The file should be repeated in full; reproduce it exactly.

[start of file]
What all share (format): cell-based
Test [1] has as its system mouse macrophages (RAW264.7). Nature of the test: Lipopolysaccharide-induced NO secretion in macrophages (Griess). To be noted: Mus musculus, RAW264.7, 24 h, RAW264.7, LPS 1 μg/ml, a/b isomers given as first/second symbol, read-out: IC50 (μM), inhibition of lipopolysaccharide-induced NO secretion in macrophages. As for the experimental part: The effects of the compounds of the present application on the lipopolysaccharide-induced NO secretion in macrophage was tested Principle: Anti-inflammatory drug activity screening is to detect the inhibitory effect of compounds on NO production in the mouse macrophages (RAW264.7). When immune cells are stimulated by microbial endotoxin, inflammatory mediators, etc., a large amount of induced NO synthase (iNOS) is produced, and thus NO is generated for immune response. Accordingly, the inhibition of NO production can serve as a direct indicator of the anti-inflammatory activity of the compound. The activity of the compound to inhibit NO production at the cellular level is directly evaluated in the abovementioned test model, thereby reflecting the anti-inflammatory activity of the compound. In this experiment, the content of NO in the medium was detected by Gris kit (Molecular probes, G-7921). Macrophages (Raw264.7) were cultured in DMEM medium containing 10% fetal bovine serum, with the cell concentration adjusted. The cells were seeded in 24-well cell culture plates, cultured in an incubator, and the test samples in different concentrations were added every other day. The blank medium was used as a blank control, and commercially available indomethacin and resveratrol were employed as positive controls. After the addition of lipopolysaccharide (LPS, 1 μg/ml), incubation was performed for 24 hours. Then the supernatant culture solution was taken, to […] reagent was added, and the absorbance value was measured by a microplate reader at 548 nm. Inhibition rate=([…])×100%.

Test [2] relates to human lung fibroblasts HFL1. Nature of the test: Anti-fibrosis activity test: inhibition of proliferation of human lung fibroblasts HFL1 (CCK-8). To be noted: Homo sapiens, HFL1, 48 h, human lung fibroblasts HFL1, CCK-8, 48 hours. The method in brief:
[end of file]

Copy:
What all share (format): cell-based
Test [1] has as its system mouse macrophages (RAW264.7). Nature of the test: Lipopolysaccharide-induced NO secretion in macrophages (Griess). To be noted: Mus musculus, RAW264.7, 24 h, RAW264.7, LPS 1 μg/ml, a/b isomers given as first/second symbol, read-out: IC50 (μM), inhibition of lipopolysaccharide-induced NO secretion in macrophages. As for the experimental part: The effects of the compounds of the present application on the lipopolysaccharide-induced NO secretion in macrophage was tested Principle: Anti-inflammatory drug activity screening is to detect the inhibitory effect of compounds on NO production in the mouse macrophages (RAW264.7). When immune cells are stimulated by microbial endotoxin, inflammatory mediators, etc., a large amount of induced NO synthase (iNOS) is produced, and thus NO is generated for immune response. Accordingly, the inhibition of NO production can serve as a direct indicator of the anti-inflammatory activity of the compound. The activity of the compound to inhibit NO production at the cellular level is directly evaluated in the abovementioned test model, thereby reflecting the anti-inflammatory activity of the compound. In this experiment, the content of NO in the medium was detected by Gris kit (Molecular probes, G-7921). Macrophages (Raw264.7) were cultured in DMEM medium containing 10% fetal bovine serum, with the cell concentration adjusted. The cells were seeded in 24-well cell culture plates, cultured in an incubator, and the test samples in different concentrations were added every other day. The blank medium was used as a blank control, and commercially available indomethacin and resveratrol were employed as positive controls. After the addition of lipopolysaccharide (LPS, 1 μg/ml), incubation was performed for 24 hours. Then the supernatant culture solution was taken, to […] reagent was added, and the absorbance value was measured by a microplate reader at 548 nm. Inhibition rate=([…])×100%.

Test [2] relates to human lung fibroblasts HFL1. Nature of the test: Anti-fibrosis activity test: inhibition of proliferation of human lung fibroblasts HFL1 (CCK-8). To be noted: Homo sapiens, HFL1, 48 h, human lung fibroblasts HFL1, CCK-8, 48 hours. The method in brief: